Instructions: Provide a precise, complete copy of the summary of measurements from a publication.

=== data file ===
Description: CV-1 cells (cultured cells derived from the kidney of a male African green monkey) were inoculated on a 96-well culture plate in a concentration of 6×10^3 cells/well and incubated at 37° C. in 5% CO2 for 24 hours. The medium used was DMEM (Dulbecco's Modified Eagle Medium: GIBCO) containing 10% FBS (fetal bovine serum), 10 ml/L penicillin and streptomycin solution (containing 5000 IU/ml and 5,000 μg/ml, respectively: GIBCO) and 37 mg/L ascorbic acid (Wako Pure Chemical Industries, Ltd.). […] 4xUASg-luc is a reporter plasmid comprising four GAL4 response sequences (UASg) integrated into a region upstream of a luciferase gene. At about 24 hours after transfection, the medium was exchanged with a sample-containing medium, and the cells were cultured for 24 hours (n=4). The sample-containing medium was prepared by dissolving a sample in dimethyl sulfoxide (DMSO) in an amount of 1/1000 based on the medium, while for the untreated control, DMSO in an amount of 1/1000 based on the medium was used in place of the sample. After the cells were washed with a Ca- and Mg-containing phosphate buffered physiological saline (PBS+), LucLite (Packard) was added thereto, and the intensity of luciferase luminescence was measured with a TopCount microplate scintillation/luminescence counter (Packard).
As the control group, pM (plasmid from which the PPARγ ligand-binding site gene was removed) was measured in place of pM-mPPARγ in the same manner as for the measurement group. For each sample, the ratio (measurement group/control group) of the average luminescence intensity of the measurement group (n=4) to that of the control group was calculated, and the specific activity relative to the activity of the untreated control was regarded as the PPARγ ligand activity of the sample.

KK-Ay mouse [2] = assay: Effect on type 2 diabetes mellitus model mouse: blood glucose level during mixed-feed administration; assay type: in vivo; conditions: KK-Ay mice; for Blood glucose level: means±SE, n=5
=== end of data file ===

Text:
Description: CV-1 cells (cultured cells derived from the kidney of a male African green monkey) were inoculated on a 96-well culture plate in a concentration of 6×10^3 cells/well and incubated at 37° C. in 5% CO2 for 24 hours. The medium used was DMEM (Dulbecco's Modified Eagle Medium: GIBCO) containing 10% FBS (fetal bovine serum), 10 ml/L penicillin and streptomycin solution (containing 5000 IU/ml and 5,000 μg/ml, respectively: GIBCO) and 37 mg/L ascorbic acid (Wako Pure Chemical Industries, Ltd.). […] 4xUASg-luc is a reporter plasmid comprising four GAL4 response sequences (UASg) integrated into a region upstream of a luciferase gene. At about 24 hours after transfection, the medium was exchanged with a sample-containing medium, and the cells were cultured for 24 hours (n=4). The sample-containing medium was prepared by dissolving a sample in dimethyl sulfoxide (DMSO) in an amount of 1/1000 based on the medium, while for the untreated control, DMSO in an amount of 1/1000 based on the medium was used in place of the sample. After the cells were washed with a Ca- and Mg-containing phosphate buffered physiological saline (PBS+), LucLite (Packard) was added thereto, and the intensity of luciferase luminescence was measured with a TopCount microplate scintillation/luminescence counter (Packard).
As the control group, pM (plasmid from which the PPARγ ligand-binding site gene was removed) was measured in place of pM-mPPARγ in the same manner as for the measurement group. For each sample, the ratio (measurement group/control group) of the average luminescence intensity of the measurement group (n=4) to that of the control group was calculated, and the specific activity relative to the activity of the untreated control was regarded as the PPARγ ligand activity of the sample.

KK-Ay mouse [2] = assay: Effect on type 2 diabetes mellitus model mouse: blood glucose level during mixed-feed administration; assay type: in vivo; conditions: KK-Ay mice; for Blood glucose level: means±SE, n=5